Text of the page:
Dozens of Anchorage teens participated in a workshop Tuesday to hone their journalism and storytelling skills. They come from different parts of the world, but they have something in common: they’re all refugees.
The idea behind the three-day workshop is to give the teens a creative outlet to share what they’ve been through and an opportunity to explore journalism in the U.S. The project is the result of a partnership between the Alaska Teen Media Institute, Storyworks Alaska and the Refugee Assistance and Immigration Services.
On Tuesday, participants brainstormed story ideas. Wednesday, they meet with journalists from different fields to learn how to construct their stories into news pieces which will be showcased on Thursday afternoon.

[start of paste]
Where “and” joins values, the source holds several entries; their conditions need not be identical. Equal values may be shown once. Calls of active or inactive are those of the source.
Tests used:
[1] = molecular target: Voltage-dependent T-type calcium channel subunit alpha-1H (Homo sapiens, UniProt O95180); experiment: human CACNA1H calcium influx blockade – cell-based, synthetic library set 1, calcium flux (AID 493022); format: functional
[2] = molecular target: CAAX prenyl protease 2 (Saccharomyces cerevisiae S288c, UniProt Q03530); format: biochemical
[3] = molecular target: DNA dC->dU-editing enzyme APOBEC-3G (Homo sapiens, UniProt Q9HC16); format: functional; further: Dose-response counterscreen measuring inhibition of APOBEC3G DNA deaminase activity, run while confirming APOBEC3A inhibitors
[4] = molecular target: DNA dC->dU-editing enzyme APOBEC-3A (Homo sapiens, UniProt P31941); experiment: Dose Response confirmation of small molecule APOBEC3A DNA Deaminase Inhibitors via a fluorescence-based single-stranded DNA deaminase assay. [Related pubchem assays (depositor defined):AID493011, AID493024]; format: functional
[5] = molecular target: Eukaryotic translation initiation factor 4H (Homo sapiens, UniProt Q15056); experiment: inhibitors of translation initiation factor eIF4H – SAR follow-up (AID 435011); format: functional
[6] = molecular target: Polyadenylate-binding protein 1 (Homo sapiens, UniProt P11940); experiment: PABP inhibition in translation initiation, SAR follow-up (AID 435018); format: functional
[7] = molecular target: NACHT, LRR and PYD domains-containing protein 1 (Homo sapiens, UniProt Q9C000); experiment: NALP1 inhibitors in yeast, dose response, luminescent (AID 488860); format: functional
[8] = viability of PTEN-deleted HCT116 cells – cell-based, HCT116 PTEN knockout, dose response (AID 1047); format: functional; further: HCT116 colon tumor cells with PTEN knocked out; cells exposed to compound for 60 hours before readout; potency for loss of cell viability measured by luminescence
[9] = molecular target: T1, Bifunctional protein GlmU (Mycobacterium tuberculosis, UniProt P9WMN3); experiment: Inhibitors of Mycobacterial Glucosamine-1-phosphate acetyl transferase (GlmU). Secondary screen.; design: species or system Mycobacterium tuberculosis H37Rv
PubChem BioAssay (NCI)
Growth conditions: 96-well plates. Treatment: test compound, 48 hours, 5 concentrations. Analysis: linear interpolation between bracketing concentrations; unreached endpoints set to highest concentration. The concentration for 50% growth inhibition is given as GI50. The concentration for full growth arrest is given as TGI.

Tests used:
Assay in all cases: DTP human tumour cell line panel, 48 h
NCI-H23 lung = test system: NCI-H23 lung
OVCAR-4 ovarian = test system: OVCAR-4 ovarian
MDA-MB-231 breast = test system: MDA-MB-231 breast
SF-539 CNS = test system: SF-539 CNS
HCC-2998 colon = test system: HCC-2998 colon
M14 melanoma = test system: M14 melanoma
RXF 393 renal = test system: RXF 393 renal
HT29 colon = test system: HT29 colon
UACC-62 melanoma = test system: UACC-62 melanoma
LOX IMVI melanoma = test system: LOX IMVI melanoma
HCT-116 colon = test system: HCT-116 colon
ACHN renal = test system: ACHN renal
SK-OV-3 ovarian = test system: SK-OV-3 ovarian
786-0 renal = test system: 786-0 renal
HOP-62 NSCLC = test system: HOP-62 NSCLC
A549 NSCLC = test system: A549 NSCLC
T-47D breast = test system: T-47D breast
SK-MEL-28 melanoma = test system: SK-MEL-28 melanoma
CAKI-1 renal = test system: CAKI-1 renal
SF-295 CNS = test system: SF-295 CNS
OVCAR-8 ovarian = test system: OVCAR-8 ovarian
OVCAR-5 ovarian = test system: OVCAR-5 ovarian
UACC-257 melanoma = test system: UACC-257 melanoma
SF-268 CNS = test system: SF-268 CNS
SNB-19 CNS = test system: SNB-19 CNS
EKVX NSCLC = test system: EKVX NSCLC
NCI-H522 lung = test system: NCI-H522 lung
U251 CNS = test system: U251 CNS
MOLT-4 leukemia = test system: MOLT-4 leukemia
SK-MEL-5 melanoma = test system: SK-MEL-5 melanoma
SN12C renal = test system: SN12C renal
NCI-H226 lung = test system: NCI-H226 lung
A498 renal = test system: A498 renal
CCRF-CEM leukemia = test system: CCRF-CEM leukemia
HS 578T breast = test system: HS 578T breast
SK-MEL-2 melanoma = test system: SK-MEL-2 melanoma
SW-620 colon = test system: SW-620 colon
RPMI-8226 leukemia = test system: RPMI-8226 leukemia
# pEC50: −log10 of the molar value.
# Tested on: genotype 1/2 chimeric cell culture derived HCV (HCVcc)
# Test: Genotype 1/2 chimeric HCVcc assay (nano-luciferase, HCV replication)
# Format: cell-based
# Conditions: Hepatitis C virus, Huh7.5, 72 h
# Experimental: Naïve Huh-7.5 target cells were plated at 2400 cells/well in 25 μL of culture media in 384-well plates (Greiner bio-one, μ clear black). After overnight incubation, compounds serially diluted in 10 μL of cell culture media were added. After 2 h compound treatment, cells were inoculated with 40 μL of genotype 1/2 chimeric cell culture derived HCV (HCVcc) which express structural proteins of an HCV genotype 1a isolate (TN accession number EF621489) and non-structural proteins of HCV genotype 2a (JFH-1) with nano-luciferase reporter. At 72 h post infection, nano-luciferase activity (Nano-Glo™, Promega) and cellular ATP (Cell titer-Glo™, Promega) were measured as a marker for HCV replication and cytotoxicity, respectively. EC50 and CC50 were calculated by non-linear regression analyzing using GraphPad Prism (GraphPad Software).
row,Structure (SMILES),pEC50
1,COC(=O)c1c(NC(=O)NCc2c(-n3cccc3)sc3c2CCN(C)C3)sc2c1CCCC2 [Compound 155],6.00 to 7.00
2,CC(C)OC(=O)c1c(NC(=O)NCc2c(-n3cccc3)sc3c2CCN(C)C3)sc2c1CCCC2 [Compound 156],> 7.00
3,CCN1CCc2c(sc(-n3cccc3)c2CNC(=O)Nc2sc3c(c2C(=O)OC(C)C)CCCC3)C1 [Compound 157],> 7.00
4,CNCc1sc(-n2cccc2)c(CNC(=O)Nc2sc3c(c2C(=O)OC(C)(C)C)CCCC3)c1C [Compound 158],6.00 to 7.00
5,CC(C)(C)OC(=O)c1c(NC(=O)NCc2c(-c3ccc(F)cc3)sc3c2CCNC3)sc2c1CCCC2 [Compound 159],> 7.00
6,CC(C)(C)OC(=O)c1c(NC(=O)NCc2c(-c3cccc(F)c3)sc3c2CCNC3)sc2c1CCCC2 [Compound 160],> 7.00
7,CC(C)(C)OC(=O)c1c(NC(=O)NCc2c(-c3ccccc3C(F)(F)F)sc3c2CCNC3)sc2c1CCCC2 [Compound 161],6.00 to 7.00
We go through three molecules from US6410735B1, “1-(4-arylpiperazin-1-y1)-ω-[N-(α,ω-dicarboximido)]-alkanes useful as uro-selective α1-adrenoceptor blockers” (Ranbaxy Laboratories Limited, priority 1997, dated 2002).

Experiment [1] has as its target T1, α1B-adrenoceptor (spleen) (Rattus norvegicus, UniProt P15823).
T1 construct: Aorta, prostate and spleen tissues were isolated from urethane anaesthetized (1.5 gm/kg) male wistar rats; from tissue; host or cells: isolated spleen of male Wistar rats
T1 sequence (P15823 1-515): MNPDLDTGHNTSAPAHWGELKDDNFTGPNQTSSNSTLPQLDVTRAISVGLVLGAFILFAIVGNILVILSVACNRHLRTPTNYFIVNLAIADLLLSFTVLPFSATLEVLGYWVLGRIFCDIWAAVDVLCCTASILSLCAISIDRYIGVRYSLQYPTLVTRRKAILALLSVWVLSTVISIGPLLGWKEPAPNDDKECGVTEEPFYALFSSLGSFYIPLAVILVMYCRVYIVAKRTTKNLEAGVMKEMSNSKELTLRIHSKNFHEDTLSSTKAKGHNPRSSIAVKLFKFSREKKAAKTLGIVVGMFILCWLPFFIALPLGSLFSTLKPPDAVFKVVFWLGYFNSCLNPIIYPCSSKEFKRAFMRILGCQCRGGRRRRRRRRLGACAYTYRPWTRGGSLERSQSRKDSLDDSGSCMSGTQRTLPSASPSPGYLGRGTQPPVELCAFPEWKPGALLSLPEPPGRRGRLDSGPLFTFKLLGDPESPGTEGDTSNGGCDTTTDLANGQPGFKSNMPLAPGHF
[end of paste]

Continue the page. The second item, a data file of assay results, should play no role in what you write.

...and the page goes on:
Some of the teens attending say they have a special interest in becoming journalists.
Justin Ndyambaje from Rwanda just moved here with his family. He says he wants to work as a multimedia journalist to give a voice to those in his community who don’t have one.
“You can help people, I mean, to speak for them because they are not able to speak for themselves,” said Ndyambaje. “I can be there for them.”
According to Ndyambaje, journalists in Rwanda have to be careful about what they say.
“Some people get killed, get imprisoned, sometimes they vanish because of what they expressed,” Ndyambaje said. “The press there doesn’t even compare with the press here.”
Stories like Ndyambaje’s are the reason organizers say they created the event.
“I think it’s important to help them learn to express themselves, said Liza Krauszer with the Refugee Assistance and Immigration Services.
This is the first year for the project, which wraps up on Thursday.